Now a days, the usage of web based applications are increasing and the session vulnerabilities are very common in all web applications. Information security is a vital area of concern for all users, which goes beyond the technical domain. It is likely to affect the entire human race if not properly handled. Security is the degree of conflict to, or defense from harm. It applies to any susceptible and precious asset, such as a person, dwelling, community, organization, or nation. The Internet has become immensely popular and used by people of all different backgrounds. It has increased the development of web applications in recent years. Simultaneously, the impact and amount of security vulnerabilities on web applications are also on hike.
Overview of Session Hijacking?
Session hijacking is an exploitation of a valid web application session or session key, to gain unauthorized access to information or services in a computer system. Due to the stateless nature of the HTTP protocol, web applications require additional measures to keep their users authenticated. To achieve this criterion, session identifiers are used for the authentication process. After a successful authentication, the web application generates the session ID, which will be transmitted to the client. Every HTTP request that contains this session ID is regarded as belonging to this particular user. There are three methods of implementing session identifiers; they are URL query string, hidden form field and browser cookies. In this scenario, session hijacking is a type of attack through which the session ID will be hijacked by an attacker. After hijacking the legitimate user session ID, the attacker can impersonate as a legitimate user in the web application.
Web-based applications frequently use sessions to enhance the customer friendly experience for their users. Web developers are especially wary of session hijacking because the HTTP cookies that are used to sustain a website session can be bootlegged by an attacker.
Figure: Session Hijacking Example
The illustration above demonstrates a classic session sniffing situation. Also known as session sidejacking, this is extremely common at places with unsecure WiFi hotspots (coffee shops, restaurants, airports, etc.). The network owner, who can potentially be the attacker, can easily hijack the session by intercepting the traffic from the various nodes.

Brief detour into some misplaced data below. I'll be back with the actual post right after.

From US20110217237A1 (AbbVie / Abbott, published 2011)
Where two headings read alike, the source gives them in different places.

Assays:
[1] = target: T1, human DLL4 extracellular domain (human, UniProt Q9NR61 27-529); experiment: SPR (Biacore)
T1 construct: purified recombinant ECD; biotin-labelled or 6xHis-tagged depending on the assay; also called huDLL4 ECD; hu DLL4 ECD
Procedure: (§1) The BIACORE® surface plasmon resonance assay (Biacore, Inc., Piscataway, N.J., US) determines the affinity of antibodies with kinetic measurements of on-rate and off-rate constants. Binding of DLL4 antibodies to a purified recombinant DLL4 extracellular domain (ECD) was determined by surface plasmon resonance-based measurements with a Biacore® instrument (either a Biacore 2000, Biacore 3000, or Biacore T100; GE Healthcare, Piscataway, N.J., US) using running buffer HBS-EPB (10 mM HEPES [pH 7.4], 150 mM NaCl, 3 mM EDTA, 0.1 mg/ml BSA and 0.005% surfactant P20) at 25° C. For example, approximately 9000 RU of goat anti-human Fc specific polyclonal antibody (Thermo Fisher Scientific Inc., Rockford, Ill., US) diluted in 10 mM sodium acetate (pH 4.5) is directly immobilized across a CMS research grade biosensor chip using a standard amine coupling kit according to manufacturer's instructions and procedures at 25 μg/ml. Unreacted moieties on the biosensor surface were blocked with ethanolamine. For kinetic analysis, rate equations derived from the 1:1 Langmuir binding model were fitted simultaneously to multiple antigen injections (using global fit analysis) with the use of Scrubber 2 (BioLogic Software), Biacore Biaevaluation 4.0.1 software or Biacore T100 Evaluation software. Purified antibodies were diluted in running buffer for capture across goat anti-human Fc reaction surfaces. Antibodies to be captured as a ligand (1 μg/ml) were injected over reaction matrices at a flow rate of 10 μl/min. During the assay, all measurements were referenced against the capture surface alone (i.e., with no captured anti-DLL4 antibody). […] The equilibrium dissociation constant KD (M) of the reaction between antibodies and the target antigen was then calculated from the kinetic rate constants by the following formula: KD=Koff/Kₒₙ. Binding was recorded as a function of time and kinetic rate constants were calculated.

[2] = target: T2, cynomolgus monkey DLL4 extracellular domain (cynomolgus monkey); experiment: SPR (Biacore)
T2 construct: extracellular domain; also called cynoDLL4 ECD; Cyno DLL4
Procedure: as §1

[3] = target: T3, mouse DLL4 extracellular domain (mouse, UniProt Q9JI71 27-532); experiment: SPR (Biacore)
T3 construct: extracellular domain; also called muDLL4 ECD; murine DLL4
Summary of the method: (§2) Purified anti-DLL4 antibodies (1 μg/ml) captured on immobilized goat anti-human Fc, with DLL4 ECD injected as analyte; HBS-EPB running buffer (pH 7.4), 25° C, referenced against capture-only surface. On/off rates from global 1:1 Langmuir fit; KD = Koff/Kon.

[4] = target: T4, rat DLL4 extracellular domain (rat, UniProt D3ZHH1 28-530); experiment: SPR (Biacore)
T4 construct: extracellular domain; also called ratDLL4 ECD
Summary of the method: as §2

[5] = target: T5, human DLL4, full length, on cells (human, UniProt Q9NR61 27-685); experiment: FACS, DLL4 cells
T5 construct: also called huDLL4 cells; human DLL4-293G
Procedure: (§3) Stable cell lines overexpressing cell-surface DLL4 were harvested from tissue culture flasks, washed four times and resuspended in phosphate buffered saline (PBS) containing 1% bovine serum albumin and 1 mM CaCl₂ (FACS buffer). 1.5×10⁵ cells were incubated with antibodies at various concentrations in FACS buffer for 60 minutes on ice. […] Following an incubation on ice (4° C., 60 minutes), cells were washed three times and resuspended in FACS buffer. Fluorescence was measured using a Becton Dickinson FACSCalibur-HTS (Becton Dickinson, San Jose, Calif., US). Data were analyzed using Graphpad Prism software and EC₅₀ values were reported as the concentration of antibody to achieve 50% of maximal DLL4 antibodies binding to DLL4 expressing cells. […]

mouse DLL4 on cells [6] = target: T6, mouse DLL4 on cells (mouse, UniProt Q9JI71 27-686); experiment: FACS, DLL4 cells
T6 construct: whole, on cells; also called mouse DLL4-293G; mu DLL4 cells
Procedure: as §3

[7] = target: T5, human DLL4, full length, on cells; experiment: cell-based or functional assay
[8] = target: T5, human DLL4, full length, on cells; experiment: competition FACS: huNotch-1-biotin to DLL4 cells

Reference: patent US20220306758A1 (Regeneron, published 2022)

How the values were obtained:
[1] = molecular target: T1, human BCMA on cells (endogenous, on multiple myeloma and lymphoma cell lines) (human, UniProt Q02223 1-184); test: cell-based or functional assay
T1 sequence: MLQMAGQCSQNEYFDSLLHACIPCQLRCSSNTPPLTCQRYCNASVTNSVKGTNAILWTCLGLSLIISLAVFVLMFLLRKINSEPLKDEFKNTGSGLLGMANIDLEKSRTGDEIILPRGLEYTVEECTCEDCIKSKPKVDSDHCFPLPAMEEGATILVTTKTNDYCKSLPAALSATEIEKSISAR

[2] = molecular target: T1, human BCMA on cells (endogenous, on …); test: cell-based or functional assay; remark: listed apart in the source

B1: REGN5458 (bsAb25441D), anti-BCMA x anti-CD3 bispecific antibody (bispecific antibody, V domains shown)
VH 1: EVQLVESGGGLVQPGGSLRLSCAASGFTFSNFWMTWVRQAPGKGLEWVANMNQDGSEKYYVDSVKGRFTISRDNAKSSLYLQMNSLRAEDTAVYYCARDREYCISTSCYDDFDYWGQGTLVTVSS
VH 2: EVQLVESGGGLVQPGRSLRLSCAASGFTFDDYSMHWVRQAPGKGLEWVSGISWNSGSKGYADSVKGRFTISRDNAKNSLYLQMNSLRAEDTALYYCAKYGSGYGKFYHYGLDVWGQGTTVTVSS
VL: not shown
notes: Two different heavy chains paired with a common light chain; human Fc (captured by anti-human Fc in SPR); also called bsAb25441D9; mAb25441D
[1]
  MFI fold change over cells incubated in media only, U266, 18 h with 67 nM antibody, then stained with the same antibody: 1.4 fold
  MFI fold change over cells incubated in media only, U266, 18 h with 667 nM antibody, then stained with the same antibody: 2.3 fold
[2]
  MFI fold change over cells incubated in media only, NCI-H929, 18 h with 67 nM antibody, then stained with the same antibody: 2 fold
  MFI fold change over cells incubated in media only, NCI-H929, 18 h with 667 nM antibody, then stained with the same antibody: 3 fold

How Does Session Hijacking Works?
As we know, the http communication uses many TCP connections and so that the server needs a method to recognize every user’s connections. The most used method is the authentication process and then the server sends a token to the client browser. This token is composed of a set of variable width and it could be used in different ways, like in the URL, in the header of http requisition as a cookie, in other part of the header of the http request or in the body of the http requisition. The attack compromises the session token by stealing or predicting a valid session token to gain unauthorized access to the web server. This compromising of session token can occur in different ways. We are now going to see the two ways as session sniffing and cross-site script attack.
How to prevent Session Hijacking attacks?
Before diving into remediation and mitigation techniques, it’s important to determine the susceptibility. If a work network is using old unencrypted protocols such as Telnet, FTP or DNS, the chances of being hacked are extremely high. Common hacking tools such as Juggernaut and Hunt can also be used to determine the session’s immunity.
The most effective countermeasure network-level session hijacking is to pick encrypted transport protocols that enable secure connections. The most commonly recommended protocols today are Secure Shell (SSH), Secure Socket Layers (SSL) and Internet Protocol Security (IPSec). These ensure the session key goes through secure information tunnels.
 “Chapter 1: Introduction”, available online at: http://shodhganga.inflibnet.ac.in/bitstream/10603/23895/6/06_chapter%201.pdf
 Jain, Vineeta, Divya Rishi Sahu, and Deepak Singh Tomar. “Session Hijacking: Threat Analysis and Countermeasures.” In Int. Conf. on Futuristic Trends in Computational Analysis and Knowledge Management. 2015.
 “Session Hijacking”, available online at: https://www.techopedia.com/definition/4101/session-hijacking
 “Session Hijacking Cheat Sheet, Attack Examples & Protection”, available online at: https://www.checkmarx.com/knowledge/knowledgebase/session-hijacking
 “Chapter 7: Session Hijacking Preventer”, available online at: http://shodhganga.inflibnet.ac.in/bitstream/10603/24523/12/12_chapter7.pdf
 “What is Session Hijacking and how to prevent it?” available online at: https://www.interserver.net/tips/kb/session-hijacking-prevent/